Filed under reddit, and moderation
Reddit has an amazing story: Founded in 2005 by Steve Huffman and Alexis Ohanian, later acquired by Conde Nast, then spun off in to a subsidiary of Advance Publications, Reddit is one of the largest sites on the internet, and constantly growing.
But this isn't a story about the cool things that Reddit has done (and continues to do); This is a story about the sleazy things that Reddit does with regards to moderation.
First, though, a little back story.
Six years ago, I created an account on Reddit. For most of that time, I just consumed content. About two to three years ago, I started posting content that I thought others might find interesting. Things like this rocket record to /r/science, and this screensaver to /r/linux. Most of my posts were so-called "self posts", meaning they weren't links to other sites, but questions within a particular subreddit. None of my posts were amazingly fruitful in the Karma department, so even now, 6 years later, I've only got about 1500 combined karma. I was there before Digg "died". I was there before the SOPA blackout. I've been there for a while.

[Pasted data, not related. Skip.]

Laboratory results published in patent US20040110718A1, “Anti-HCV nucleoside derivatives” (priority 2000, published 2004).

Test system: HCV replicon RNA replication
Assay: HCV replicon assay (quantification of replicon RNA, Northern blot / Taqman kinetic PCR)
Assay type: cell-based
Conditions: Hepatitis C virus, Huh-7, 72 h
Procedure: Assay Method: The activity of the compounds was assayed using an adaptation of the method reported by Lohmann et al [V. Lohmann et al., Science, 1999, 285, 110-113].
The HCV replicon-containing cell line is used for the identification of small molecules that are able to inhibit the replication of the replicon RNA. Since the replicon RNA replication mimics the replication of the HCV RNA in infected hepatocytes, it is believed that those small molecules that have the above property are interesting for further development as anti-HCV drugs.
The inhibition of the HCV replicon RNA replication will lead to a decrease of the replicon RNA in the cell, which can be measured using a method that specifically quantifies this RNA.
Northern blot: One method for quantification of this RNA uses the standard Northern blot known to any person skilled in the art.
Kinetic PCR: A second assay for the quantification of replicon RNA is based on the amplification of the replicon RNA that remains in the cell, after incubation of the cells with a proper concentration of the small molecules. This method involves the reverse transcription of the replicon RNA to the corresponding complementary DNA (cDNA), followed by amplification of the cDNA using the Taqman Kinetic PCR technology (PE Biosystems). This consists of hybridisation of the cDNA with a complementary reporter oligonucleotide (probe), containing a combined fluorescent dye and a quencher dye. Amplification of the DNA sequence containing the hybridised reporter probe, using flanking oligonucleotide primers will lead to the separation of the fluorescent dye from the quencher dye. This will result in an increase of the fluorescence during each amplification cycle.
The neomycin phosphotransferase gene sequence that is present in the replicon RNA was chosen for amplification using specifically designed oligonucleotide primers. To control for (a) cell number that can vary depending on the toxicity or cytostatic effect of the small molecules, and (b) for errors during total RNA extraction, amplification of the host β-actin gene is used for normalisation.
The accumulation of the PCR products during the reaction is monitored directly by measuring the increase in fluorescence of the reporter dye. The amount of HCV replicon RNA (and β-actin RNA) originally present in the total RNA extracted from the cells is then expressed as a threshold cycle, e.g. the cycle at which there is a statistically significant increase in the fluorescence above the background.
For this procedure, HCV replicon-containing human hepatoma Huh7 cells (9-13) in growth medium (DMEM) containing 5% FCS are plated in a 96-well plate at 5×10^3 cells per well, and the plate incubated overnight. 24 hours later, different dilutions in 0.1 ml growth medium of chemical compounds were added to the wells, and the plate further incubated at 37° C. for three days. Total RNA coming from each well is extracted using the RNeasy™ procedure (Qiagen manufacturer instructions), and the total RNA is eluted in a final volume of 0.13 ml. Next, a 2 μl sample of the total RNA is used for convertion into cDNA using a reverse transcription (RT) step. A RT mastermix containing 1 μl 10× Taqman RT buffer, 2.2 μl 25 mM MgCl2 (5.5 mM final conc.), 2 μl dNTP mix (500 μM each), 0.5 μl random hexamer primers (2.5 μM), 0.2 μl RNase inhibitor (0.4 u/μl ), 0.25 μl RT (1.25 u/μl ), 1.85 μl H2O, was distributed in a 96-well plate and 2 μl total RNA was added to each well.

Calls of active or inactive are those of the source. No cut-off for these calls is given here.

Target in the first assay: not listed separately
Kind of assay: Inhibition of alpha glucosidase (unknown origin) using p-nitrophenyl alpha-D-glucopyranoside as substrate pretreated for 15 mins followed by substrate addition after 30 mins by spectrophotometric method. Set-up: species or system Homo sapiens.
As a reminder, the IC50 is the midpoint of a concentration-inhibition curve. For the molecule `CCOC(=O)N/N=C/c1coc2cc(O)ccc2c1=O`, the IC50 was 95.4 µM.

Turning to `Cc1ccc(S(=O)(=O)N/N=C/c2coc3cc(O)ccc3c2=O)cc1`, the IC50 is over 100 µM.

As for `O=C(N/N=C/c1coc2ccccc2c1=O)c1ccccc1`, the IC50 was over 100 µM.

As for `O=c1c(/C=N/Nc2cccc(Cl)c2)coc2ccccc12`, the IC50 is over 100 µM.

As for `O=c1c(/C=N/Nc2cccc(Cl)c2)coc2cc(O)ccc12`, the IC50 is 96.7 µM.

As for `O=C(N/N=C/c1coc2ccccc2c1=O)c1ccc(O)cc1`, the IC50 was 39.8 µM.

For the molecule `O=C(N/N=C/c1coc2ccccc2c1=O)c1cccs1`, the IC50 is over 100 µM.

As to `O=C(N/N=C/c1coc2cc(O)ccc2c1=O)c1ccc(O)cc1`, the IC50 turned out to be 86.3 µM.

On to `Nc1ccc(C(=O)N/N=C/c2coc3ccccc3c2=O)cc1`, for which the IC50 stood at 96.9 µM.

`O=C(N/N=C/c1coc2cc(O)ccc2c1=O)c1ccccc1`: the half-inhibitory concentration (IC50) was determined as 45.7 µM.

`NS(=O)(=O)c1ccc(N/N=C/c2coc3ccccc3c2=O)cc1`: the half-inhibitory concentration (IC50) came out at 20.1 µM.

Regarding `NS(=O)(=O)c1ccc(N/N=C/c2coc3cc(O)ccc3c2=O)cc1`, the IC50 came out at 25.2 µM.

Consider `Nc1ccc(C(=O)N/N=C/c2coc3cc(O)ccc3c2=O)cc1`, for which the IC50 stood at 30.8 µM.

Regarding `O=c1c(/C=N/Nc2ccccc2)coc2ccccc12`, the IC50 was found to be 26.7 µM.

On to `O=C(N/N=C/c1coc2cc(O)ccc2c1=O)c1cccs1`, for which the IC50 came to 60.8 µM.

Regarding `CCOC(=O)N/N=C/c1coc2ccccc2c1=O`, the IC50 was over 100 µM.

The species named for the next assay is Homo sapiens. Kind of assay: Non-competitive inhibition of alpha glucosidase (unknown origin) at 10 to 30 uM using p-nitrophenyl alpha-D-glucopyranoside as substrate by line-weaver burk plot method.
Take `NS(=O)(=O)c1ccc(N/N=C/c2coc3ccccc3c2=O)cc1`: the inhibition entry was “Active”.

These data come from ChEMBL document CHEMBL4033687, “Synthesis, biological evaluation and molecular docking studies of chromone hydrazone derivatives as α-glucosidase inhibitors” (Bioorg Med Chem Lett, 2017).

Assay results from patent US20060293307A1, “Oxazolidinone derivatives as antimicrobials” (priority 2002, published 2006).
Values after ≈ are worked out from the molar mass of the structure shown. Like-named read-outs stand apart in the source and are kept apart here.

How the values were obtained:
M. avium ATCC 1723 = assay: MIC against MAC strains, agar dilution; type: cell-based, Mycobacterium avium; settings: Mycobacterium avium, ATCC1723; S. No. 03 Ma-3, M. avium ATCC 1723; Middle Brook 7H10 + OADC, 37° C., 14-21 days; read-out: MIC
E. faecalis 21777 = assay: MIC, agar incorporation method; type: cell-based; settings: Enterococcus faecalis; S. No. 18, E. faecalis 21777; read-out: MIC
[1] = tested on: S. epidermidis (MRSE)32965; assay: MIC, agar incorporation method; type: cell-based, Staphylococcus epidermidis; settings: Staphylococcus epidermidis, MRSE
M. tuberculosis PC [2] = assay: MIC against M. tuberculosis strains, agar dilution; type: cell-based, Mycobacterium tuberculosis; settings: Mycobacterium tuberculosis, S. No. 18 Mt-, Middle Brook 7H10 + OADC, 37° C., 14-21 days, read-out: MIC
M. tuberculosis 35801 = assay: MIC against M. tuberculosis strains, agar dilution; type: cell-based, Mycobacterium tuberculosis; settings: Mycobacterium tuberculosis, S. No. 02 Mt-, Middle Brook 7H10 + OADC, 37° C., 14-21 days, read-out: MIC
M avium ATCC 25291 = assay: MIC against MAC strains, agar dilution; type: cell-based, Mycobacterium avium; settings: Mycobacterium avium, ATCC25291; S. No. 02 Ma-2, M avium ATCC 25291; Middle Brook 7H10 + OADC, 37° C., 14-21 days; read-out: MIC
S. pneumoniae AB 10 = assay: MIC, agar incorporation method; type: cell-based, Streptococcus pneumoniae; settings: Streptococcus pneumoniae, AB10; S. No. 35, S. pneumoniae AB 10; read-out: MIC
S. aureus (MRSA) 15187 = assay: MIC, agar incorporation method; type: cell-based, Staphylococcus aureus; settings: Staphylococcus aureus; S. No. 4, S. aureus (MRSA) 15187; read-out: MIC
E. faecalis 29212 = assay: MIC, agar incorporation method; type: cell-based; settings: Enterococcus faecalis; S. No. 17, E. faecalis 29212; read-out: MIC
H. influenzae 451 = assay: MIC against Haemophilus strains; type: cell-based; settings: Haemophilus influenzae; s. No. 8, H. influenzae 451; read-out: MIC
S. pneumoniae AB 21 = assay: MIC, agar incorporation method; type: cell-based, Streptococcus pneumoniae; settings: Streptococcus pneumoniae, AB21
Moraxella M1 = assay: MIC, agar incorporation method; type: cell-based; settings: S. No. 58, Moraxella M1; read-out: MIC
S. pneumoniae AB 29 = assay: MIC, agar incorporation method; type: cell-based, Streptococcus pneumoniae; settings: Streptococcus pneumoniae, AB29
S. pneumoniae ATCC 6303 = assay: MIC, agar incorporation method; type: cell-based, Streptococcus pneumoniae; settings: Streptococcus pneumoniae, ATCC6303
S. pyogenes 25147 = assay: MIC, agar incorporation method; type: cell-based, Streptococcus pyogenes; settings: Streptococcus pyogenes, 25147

A year ago, I started posting links to stories on my former employers sites, with all of them in the interest of the specific subreddits to which I posted. Things like sustainable communities to /r/Permaculture, Google investing in solar power (also to /r/Permaculture), and a kiosk to search for Civil War soldiers to /r/history. Then about five months ago, I was added to /r/reportthespammers.
Someone considered my posts spammy enough to bring up, and then with a 3-2 vote, I was shadowbanned.
What's a shadowban? The admins of Reddit have decided that people who are shadowbanned can still browse the site, can still post content and comments, and to them, everything looks normal. But no one else sees their posts, their comments, etc. They just go to the spam bucket. Luckily, some of the moderators of the individual groups check the spam bucket, and can manually promote a post back to the general populous. Others don't. But for the most part, my posts just "disappear".
I've been, as you can see, a long-time Redditor. I was in the initial batch of folks who purchased Reddit Gold, trying to help out a site that I loved. But no more. Banning me outright for spamming (though I still don't believe that's what I was doing) is one thing. Letting me think that my account and posts are in good working order, but that everyone is disinterested in my submissions is another.
I'll be leaving my account, but I won't be back.